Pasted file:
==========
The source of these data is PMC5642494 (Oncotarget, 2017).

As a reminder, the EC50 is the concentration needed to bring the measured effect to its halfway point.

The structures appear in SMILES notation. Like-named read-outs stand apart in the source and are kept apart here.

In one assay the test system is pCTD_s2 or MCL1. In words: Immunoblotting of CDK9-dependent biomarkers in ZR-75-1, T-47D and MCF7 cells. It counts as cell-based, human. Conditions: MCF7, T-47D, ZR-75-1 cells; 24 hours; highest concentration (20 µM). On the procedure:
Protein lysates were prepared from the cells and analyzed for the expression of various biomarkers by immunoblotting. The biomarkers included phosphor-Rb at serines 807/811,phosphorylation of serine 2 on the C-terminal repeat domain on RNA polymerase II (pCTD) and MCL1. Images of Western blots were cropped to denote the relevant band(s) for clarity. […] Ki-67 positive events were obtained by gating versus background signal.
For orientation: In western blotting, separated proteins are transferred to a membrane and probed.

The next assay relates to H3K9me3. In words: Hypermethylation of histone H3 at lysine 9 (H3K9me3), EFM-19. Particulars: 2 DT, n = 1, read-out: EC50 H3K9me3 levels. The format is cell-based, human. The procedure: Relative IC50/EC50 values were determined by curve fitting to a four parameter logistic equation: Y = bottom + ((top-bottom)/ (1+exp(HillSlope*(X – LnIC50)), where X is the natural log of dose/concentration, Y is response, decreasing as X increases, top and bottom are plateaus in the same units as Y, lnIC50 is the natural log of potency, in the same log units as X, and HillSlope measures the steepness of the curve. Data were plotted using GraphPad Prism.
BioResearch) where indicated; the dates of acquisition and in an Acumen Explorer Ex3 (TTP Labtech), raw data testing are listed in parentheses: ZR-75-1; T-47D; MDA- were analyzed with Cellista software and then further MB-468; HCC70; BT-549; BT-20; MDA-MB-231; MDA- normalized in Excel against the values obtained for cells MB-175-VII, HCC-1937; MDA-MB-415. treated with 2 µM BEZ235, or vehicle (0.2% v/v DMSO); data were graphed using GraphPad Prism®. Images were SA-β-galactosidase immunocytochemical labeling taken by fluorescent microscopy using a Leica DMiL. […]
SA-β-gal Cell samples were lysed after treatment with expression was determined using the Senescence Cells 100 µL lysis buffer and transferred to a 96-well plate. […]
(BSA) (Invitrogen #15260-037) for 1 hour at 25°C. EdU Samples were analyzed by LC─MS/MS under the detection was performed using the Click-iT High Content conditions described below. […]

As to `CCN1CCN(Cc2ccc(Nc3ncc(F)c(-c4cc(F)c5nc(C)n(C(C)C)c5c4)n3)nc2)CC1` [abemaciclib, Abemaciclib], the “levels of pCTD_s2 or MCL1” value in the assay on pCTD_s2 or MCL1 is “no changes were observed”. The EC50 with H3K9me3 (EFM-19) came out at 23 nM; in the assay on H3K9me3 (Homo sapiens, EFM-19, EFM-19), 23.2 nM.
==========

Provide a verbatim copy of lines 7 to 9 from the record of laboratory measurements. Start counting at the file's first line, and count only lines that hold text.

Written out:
The next assay relates to H3K9me3. In words: Hypermethylation of histone H3 at lysine 9 (H3K9me3), EFM-19. Particulars: 2 DT, n = 1, read-out: EC50 H3K9me3 levels. The format is cell-based, human. The procedure: Relative IC50/EC50 values were determined by curve fitting to a four parameter logistic equation: Y = bottom + ((top-bottom)/ (1+exp(HillSlope*(X – LnIC50)), where X is the natural log of dose/concentration, Y is response, decreasing as X increases, top and bottom are plateaus in the same units as Y, lnIC50 is the natural log of potency, in the same log units as X, and HillSlope measures the steepness of the curve. Data were plotted using GraphPad Prism.
BioResearch) where indicated; the dates of acquisition and in an Acumen Explorer Ex3 (TTP Labtech), raw data testing are listed in parentheses: ZR-75-1; T-47D; MDA- were analyzed with Cellista software and then further MB-468; HCC70; BT-549; BT-20; MDA-MB-231; MDA- normalized in Excel against the values obtained for cells MB-175-VII, HCC-1937; MDA-MB-415. treated with 2 µM BEZ235, or vehicle (0.2% v/v DMSO); data were graphed using GraphPad Prism®. Images were SA-β-galactosidase immunocytochemical labeling taken by fluorescent microscopy using a Leica DMiL. […]
SA-β-gal Cell samples were lysed after treatment with expression was determined using the Senescence Cells 100 µL lysis buffer and transferred to a 96-well plate. […]